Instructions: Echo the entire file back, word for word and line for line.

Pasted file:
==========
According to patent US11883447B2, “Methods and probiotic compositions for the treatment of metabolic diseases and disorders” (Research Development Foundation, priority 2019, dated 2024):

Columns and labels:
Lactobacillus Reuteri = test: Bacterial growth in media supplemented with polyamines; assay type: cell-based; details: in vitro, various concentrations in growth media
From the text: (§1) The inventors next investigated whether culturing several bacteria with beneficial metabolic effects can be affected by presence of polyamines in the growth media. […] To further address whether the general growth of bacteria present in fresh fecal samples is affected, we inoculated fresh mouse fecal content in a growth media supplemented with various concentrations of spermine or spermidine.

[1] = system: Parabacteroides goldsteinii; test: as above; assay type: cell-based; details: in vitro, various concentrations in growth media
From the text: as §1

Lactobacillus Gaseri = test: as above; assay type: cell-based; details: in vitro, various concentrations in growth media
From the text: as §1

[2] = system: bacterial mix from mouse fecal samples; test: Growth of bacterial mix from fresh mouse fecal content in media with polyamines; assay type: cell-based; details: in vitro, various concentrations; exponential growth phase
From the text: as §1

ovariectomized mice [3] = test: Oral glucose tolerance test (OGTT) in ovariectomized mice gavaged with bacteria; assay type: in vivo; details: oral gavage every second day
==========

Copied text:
According to patent US11883447B2, “Methods and probiotic compositions for the treatment of metabolic diseases and disorders” (Research Development Foundation, priority 2019, dated 2024):

Columns and labels:
Lactobacillus Reuteri = test: Bacterial growth in media supplemented with polyamines; assay type: cell-based; details: in vitro, various concentrations in growth media
From the text: (§1) The inventors next investigated whether culturing several bacteria with beneficial metabolic effects can be affected by presence of polyamines in the growth media. […] To further address whether the general growth of bacteria present in fresh fecal samples is affected, we inoculated fresh mouse fecal content in a growth media supplemented with various concentrations of spermine or spermidine.

[1] = system: Parabacteroides goldsteinii; test: as above; assay type: cell-based; details: in vitro, various concentrations in growth media
From the text: as §1

Lactobacillus Gaseri = test: as above; assay type: cell-based; details: in vitro, various concentrations in growth media
From the text: as §1

[2] = system: bacterial mix from mouse fecal samples; test: Growth of bacterial mix from fresh mouse fecal content in media with polyamines; assay type: cell-based; details: in vitro, various concentrations; exponential growth phase
From the text: as §1

ovariectomized mice [3] = test: Oral glucose tolerance test (OGTT) in ovariectomized mice gavaged with bacteria; assay type: in vivo; details: oral gavage every second day